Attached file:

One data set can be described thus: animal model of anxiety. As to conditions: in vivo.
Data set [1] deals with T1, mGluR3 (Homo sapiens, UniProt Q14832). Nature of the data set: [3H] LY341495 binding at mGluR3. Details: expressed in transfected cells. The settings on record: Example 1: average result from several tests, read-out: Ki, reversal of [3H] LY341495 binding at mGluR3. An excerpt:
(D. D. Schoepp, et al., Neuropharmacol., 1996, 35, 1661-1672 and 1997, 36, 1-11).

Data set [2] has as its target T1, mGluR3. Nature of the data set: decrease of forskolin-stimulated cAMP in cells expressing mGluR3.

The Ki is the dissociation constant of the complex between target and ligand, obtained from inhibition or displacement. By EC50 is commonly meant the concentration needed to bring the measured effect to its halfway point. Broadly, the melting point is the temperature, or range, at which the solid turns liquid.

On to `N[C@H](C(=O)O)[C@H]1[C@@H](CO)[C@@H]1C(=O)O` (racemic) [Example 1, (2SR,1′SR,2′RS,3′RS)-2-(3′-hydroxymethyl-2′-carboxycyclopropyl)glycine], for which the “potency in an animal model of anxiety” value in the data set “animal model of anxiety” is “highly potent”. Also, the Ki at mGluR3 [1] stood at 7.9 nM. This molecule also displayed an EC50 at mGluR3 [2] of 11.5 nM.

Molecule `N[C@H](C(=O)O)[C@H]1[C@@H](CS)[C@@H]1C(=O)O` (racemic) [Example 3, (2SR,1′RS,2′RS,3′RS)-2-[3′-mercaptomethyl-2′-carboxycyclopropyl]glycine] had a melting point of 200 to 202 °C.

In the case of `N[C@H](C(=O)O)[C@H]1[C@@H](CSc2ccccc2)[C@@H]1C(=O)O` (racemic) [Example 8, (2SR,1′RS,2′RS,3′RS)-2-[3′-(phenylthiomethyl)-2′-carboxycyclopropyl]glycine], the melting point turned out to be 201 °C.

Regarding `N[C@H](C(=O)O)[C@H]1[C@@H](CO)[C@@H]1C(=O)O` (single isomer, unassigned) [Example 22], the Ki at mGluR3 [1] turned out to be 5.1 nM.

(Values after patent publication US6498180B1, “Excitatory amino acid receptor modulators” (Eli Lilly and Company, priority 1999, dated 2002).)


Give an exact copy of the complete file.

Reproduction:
One data set can be described thus: animal model of anxiety. As to conditions: in vivo.
Data set [1] deals with T1, mGluR3 (Homo sapiens, UniProt Q14832). Nature of the data set: [3H] LY341495 binding at mGluR3. Details: expressed in transfected cells. The settings on record: Example 1: average result from several tests, read-out: Ki, reversal of [3H] LY341495 binding at mGluR3. An excerpt:
(D. D. Schoepp, et al., Neuropharmacol., 1996, 35, 1661-1672 and 1997, 36, 1-11).

Data set [2] has as its target T1, mGluR3. Nature of the data set: decrease of forskolin-stimulated cAMP in cells expressing mGluR3.

The Ki is the dissociation constant of the complex between target and ligand, obtained from inhibition or displacement. By EC50 is commonly meant the concentration needed to bring the measured effect to its halfway point. Broadly, the melting point is the temperature, or range, at which the solid turns liquid.

On to `N[C@H](C(=O)O)[C@H]1[C@@H](CO)[C@@H]1C(=O)O` (racemic) [Example 1, (2SR,1′SR,2′RS,3′RS)-2-(3′-hydroxymethyl-2′-carboxycyclopropyl)glycine], for which the “potency in an animal model of anxiety” value in the data set “animal model of anxiety” is “highly potent”. Also, the Ki at mGluR3 [1] stood at 7.9 nM. This molecule also displayed an EC50 at mGluR3 [2] of 11.5 nM.

Molecule `N[C@H](C(=O)O)[C@H]1[C@@H](CS)[C@@H]1C(=O)O` (racemic) [Example 3, (2SR,1′RS,2′RS,3′RS)-2-[3′-mercaptomethyl-2′-carboxycyclopropyl]glycine] had a melting point of 200 to 202 °C.

In the case of `N[C@H](C(=O)O)[C@H]1[C@@H](CSc2ccccc2)[C@@H]1C(=O)O` (racemic) [Example 8, (2SR,1′RS,2′RS,3′RS)-2-[3′-(phenylthiomethyl)-2′-carboxycyclopropyl]glycine], the melting point turned out to be 201 °C.

Regarding `N[C@H](C(=O)O)[C@H]1[C@@H](CO)[C@@H]1C(=O)O` (single isomer, unassigned) [Example 22], the Ki at mGluR3 [1] turned out to be 5.1 nM.

(Values after patent publication US6498180B1, “Excitatory amino acid receptor modulators” (Eli Lilly and Company, priority 1999, dated 2002).)